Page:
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How to write file using WriteFile in Metro apps?

    Question

  • Could I be authorized to write file in Metro Apps using Win32 API "WriteFile"(It should be used in Metro Apps according to the MSDN 's description)?

    if it did,how to get the absolute path of the file which is in document library(yes , i know the file must be here and i have to declare something in manifest at first)?

    Friday, April 13, 2012 4:07 AM

Answers

  • See Managing application data and the Application data sample.

    What is your specific use case here? If you explain what you want to do then we can provide better suggestions.

    Is there a reason you want to use WriteFile instead of Windows.Storage? While you can use CreateFile2/WriteFile, it's not generally going to be easier than or as powerful as using the Windows Runtime classes.

    --Rob

    • Proposed as answer by Jesse Jiang Wednesday, April 25, 2012 7:00 AM
    • Marked as answer by Jesse Jiang Tuesday, May 1, 2012 8:02 AM
    Monday, April 16, 2012 2:26 AM
    Owner

All replies

  • Hello,

    First, I suggest you to follow up this sample codes
    http://code.msdn.microsoft.com/windowsapps/File-access-sample-d723e597

    You need to set the manifest.

    To enable access the document folder:
    Double click the Package.appxmanifest->Capabilites->Select Documents Library

    http://msdn.microsoft.com/en-us/library/windows/apps/hh465045.aspx
    Best regards,
    Jesse


    Jesse Jiang [MSFT]
    MSDN Community Support | Feedback to us

    Friday, April 13, 2012 8:50 AM
  • Hi Cybupt,

    No, you cannot use WriteFile (or other Win32 file functions) for files in the Documents library. Your app does not have access to that location and cannot read or write from it directly. The app can directly access only the locations natively accessible to the app: files and folders within the app's local storage and install dir.

    Access to other locations such as the Documents Library is provided via a broker process. If your app has the appropriate capabilities and declarations (Document Library capability and file type association for files in the Documents Library) then it can request these files through the WinRT StorageFile and StorageFolder classes. The broker process will then open the files on your behalf and provide a stream with their contents.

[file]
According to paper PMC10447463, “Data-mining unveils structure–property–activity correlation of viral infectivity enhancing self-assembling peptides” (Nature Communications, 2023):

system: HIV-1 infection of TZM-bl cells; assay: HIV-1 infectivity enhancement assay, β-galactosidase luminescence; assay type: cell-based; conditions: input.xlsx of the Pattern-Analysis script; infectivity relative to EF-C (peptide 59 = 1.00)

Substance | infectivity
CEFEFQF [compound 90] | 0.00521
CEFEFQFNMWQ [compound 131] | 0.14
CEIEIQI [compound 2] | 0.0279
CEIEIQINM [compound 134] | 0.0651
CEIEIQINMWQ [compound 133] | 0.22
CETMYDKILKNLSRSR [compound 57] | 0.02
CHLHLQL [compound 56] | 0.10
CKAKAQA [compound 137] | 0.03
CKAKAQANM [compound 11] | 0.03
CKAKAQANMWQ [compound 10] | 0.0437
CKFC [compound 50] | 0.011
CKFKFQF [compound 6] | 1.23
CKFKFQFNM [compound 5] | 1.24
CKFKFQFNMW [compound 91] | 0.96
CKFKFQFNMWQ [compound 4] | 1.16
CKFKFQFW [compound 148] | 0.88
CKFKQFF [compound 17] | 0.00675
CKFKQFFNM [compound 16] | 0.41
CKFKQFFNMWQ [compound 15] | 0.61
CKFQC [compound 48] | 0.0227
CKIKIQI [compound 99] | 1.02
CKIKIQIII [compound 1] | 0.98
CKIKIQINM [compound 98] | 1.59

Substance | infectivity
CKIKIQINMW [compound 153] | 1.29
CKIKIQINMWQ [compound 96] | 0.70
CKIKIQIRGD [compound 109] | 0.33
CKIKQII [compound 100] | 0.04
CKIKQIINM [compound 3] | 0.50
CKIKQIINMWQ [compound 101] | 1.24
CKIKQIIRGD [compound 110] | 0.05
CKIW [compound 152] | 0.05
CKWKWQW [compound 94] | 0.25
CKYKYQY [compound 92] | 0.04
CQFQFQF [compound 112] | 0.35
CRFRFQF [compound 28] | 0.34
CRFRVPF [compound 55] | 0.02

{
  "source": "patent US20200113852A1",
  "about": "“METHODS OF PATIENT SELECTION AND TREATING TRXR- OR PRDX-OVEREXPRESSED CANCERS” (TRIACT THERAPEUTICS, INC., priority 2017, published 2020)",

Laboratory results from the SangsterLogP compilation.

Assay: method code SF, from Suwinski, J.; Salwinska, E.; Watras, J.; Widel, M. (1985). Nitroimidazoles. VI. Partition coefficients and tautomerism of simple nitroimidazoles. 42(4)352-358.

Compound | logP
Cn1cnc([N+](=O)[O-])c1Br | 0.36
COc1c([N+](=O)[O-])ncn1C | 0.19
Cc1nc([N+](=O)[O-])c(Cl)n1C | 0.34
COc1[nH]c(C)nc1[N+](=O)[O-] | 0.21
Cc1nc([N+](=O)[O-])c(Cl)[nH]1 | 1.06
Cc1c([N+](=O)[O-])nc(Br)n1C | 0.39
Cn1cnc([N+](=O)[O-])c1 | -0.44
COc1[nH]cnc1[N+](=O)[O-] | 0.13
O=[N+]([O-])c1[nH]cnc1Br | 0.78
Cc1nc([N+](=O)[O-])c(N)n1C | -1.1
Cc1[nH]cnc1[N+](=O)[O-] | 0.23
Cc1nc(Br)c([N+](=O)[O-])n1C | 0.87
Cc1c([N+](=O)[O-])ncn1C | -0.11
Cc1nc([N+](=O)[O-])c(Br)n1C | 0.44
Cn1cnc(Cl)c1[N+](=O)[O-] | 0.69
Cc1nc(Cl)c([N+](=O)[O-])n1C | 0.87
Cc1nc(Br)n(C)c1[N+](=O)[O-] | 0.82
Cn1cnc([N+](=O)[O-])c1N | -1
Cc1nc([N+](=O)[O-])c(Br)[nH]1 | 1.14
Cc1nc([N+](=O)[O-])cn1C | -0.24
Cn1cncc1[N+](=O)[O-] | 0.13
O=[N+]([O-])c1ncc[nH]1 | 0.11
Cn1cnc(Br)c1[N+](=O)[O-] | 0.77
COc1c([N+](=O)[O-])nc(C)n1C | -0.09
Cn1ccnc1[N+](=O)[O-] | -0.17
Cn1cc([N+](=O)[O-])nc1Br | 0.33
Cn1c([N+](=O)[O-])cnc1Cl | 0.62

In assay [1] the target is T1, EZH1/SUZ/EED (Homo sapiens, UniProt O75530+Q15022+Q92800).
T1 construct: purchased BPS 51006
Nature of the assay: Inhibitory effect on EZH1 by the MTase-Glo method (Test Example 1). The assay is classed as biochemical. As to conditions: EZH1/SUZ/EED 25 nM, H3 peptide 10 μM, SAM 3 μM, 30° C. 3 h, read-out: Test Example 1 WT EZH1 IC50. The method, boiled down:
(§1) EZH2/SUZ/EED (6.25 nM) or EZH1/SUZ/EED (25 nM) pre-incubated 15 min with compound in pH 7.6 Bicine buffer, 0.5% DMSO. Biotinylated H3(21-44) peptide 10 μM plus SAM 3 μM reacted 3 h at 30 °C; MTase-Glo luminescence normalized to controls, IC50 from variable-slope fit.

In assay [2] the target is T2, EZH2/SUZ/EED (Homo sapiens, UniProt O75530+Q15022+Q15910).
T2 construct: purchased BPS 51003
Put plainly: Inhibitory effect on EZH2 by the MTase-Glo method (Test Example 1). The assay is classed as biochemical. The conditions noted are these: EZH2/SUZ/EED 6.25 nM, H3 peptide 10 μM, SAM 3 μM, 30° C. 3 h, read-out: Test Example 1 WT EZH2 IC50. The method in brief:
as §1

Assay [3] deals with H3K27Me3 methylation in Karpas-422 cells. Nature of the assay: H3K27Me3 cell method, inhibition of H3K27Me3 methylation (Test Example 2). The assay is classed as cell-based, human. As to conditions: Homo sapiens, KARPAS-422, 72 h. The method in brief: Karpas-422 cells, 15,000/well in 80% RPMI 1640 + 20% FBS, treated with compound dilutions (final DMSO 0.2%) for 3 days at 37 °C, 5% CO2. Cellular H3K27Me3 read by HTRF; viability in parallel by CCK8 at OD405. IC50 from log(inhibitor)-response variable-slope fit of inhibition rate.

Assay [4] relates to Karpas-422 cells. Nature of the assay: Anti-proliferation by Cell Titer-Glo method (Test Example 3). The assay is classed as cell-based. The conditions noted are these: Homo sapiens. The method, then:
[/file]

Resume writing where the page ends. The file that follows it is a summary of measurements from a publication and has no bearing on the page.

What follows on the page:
Using files: accessing, searching, and acting on files should give more details on how this works.

    --Rob

    Friday, April 13, 2012 3:06 PM
    Owner
  • Thanks

    Howerver,why can't I open the file in app dir with writing right using writefile api? And what would the correcting paramters be passed in writingfile api?

    Saturday, April 14, 2012 12:32 AM
  • Only read acces to app InstalledLocation (APPX) and R/W access to App's Data Path

    C++ DX11

    Saturday, April 14, 2012 3:48 AM
  • And how can I get the path of APPX which would be passed into writefile api as parameter? 
    Monday, April 16, 2012 1:40 AM
  • See Managing application data and the Application data sample.

    What is your specific use case here? If you explain what you want to do then we can provide better suggestions.

    Is there a reason you want to use WriteFile instead of Windows.Storage? While you can use CreateFile2/WriteFile, it's not generally going to be easier than or as powerful as using the Windows Runtime classes.

    --Rob

    • Proposed as answer by Jesse Jiang Wednesday, April 25, 2012 7:00 AM
    • Marked as answer by Jesse Jiang Tuesday, May 1, 2012 8:02 AM
    Monday, April 16, 2012 2:26 AM
    Owner
  • Some legacy lib need to be ported to WinRT, and they do not support multithread operation.


    C++ DX11

    Monday, April 16, 2012 3:16 AM
  • IStorageItem.Path is what you need.

    C++ DX11

    Monday, April 16, 2012 3:17 AM